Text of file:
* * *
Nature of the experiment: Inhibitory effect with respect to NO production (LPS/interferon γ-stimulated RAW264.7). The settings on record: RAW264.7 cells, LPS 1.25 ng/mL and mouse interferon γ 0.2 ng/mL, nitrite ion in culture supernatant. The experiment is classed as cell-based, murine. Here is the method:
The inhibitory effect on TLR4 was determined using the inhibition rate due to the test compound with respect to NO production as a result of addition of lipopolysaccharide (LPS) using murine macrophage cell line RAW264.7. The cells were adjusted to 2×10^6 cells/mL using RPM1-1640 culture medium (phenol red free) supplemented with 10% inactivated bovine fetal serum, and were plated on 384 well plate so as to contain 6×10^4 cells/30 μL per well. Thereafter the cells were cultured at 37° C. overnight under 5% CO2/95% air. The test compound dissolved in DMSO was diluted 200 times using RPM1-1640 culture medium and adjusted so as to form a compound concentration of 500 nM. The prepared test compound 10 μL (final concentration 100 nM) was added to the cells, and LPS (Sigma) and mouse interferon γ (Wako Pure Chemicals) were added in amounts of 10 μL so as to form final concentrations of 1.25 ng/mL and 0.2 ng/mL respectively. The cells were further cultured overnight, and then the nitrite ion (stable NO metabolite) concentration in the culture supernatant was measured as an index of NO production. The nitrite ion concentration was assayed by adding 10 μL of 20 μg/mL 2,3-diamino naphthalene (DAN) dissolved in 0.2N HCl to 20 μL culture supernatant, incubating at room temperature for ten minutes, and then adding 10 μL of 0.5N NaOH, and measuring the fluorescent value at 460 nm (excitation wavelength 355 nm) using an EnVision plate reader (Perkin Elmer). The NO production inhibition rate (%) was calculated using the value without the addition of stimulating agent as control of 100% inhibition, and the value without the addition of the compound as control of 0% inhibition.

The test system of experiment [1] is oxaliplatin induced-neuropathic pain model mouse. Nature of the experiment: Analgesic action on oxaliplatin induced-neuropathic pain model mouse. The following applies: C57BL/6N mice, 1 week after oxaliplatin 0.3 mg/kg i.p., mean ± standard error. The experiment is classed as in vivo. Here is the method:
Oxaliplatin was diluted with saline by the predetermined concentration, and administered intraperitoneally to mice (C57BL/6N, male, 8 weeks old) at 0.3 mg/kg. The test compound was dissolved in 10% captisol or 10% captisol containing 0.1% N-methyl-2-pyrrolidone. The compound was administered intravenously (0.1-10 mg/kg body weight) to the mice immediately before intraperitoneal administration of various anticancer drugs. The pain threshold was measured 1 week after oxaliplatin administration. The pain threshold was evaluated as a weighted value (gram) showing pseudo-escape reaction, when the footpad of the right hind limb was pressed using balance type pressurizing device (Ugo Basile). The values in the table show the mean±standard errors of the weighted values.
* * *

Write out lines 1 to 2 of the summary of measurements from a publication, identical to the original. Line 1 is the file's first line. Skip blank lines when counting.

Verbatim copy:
Nature of the experiment: Inhibitory effect with respect to NO production (LPS/interferon γ-stimulated RAW264.7). The settings on record: RAW264.7 cells, LPS 1.25 ng/mL and mouse interferon γ 0.2 ng/mL, nitrite ion in culture supernatant. The experiment is classed as cell-based, murine. Here is the method:
The inhibitory effect on TLR4 was determined using the inhibition rate due to the test compound with respect to NO production as a result of addition of lipopolysaccharide (LPS) using murine macrophage cell line RAW264.7. The cells were adjusted to 2×10^6 cells/mL using RPM1-1640 culture medium (phenol red free) supplemented with 10% inactivated bovine fetal serum, and were plated on 384 well plate so as to contain 6×10^4 cells/30 μL per well. Thereafter the cells were cultured at 37° C. overnight under 5% CO2/95% air. The test compound dissolved in DMSO was diluted 200 times using RPM1-1640 culture medium and adjusted so as to form a compound concentration of 500 nM. The prepared test compound 10 μL (final concentration 100 nM) was added to the cells, and LPS (Sigma) and mouse interferon γ (Wako Pure Chemicals) were added in amounts of 10 μL so as to form final concentrations of 1.25 ng/mL and 0.2 ng/mL respectively. The cells were further cultured overnight, and then the nitrite ion (stable NO metabolite) concentration in the culture supernatant was measured as an index of NO production. The nitrite ion concentration was assayed by adding 10 μL of 20 μg/mL 2,3-diamino naphthalene (DAN) dissolved in 0.2N HCl to 20 μL culture supernatant, incubating at room temperature for ten minutes, and then adding 10 μL of 0.5N NaOH, and measuring the fluorescent value at 460 nm (excitation wavelength 355 nm) using an EnVision plate reader (Perkin Elmer). The NO production inhibition rate (%) was calculated using the value without the addition of stimulating agent as control of 100% inhibition, and the value without the addition of the compound as control of 0% inhibition.